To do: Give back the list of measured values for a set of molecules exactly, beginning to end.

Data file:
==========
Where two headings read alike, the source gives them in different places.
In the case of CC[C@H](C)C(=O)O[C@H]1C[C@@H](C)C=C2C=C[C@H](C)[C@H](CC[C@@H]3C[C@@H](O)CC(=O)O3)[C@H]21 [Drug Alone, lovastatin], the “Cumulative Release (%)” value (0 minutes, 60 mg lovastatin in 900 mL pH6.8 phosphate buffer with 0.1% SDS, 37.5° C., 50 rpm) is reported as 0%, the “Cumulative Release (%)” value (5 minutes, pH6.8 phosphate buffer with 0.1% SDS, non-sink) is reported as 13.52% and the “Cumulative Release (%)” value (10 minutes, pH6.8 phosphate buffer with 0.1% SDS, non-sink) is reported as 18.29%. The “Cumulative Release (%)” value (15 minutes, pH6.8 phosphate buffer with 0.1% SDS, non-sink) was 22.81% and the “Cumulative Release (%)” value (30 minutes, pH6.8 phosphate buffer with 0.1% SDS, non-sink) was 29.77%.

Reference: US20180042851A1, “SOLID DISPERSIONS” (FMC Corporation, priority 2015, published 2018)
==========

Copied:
Where two headings read alike, the source gives them in different places.
In the case of CC[C@H](C)C(=O)O[C@H]1C[C@@H](C)C=C2C=C[C@H](C)[C@H](CC[C@@H]3C[C@@H](O)CC(=O)O3)[C@H]21 [Drug Alone, lovastatin], the “Cumulative Release (%)” value (0 minutes, 60 mg lovastatin in 900 mL pH6.8 phosphate buffer with 0.1% SDS, 37.5° C., 50 rpm) is reported as 0%, the “Cumulative Release (%)” value (5 minutes, pH6.8 phosphate buffer with 0.1% SDS, non-sink) is reported as 13.52% and the “Cumulative Release (%)” value (10 minutes, pH6.8 phosphate buffer with 0.1% SDS, non-sink) is reported as 18.29%. The “Cumulative Release (%)” value (15 minutes, pH6.8 phosphate buffer with 0.1% SDS, non-sink) was 22.81% and the “Cumulative Release (%)” value (30 minutes, pH6.8 phosphate buffer with 0.1% SDS, non-sink) was 29.77%.

Reference: US20180042851A1, “SOLID DISPERSIONS” (FMC Corporation, priority 2015, published 2018)